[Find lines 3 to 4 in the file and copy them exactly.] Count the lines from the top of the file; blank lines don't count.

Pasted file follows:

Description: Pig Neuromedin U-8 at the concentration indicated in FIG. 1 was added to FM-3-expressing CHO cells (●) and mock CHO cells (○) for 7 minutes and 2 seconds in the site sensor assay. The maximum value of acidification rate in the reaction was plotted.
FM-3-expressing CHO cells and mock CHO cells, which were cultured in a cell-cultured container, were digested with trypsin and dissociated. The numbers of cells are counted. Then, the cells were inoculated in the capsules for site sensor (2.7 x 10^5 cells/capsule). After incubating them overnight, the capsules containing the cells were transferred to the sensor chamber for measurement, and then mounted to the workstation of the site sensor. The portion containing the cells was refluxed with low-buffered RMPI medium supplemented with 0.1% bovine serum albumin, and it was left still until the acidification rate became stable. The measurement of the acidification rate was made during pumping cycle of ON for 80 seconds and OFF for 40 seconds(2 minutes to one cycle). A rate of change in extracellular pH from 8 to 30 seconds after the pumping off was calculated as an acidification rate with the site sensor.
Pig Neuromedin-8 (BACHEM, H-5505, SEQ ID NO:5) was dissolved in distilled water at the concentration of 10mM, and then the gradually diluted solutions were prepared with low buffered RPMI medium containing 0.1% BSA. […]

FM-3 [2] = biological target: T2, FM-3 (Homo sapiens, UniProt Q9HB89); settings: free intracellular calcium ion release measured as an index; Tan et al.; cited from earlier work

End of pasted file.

Pig Neuromedin-8 (BACHEM, H-5505, SEQ ID NO:5) was dissolved in distilled water at the concentration of 10mM, and then the gradually diluted solutions were prepared with low buffered RPMI medium containing 0.1% BSA. […]

FM-3 [2] = biological target: T2, FM-3 (Homo sapiens, UniProt Q9HB89); settings: free intracellular calcium ion release measured as an index; Tan et al.; cited from earlier work